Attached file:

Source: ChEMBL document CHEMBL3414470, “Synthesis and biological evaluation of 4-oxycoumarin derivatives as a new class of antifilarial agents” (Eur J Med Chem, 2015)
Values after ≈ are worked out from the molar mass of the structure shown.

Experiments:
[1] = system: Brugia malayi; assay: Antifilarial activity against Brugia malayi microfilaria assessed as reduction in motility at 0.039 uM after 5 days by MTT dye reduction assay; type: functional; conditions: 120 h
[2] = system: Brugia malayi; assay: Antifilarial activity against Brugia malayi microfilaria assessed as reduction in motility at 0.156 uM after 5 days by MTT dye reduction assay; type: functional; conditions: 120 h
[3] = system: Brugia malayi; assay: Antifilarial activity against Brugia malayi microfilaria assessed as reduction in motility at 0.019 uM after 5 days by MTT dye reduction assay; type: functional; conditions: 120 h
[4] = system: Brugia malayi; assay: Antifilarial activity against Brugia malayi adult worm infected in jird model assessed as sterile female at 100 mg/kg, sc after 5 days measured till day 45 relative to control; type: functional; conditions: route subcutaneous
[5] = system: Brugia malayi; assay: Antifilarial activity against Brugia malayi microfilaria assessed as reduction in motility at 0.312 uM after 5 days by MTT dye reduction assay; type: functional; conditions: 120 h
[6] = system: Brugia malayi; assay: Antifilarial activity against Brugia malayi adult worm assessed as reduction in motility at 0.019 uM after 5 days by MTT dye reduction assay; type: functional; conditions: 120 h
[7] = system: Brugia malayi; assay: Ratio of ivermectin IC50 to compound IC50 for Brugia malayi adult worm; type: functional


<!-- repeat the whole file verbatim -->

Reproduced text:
Source: ChEMBL document CHEMBL3414470, “Synthesis and biological evaluation of 4-oxycoumarin derivatives as a new class of antifilarial agents” (Eur J Med Chem, 2015)
Values after ≈ are worked out from the molar mass of the structure shown.

Experiments:
[1] = system: Brugia malayi; assay: Antifilarial activity against Brugia malayi microfilaria assessed as reduction in motility at 0.039 uM after 5 days by MTT dye reduction assay; type: functional; conditions: 120 h
[2] = system: Brugia malayi; assay: Antifilarial activity against Brugia malayi microfilaria assessed as reduction in motility at 0.156 uM after 5 days by MTT dye reduction assay; type: functional; conditions: 120 h
[3] = system: Brugia malayi; assay: Antifilarial activity against Brugia malayi microfilaria assessed as reduction in motility at 0.019 uM after 5 days by MTT dye reduction assay; type: functional; conditions: 120 h
[4] = system: Brugia malayi; assay: Antifilarial activity against Brugia malayi adult worm infected in jird model assessed as sterile female at 100 mg/kg, sc after 5 days measured till day 45 relative to control; type: functional; conditions: route subcutaneous
[5] = system: Brugia malayi; assay: Antifilarial activity against Brugia malayi microfilaria assessed as reduction in motility at 0.312 uM after 5 days by MTT dye reduction assay; type: functional; conditions: 120 h
[6] = system: Brugia malayi; assay: Antifilarial activity against Brugia malayi adult worm assessed as reduction in motility at 0.019 uM after 5 days by MTT dye reduction assay; type: functional; conditions: 120 h
[7] = system: Brugia malayi; assay: Ratio of ivermectin IC50 to compound IC50 for Brugia malayi adult worm; type: functional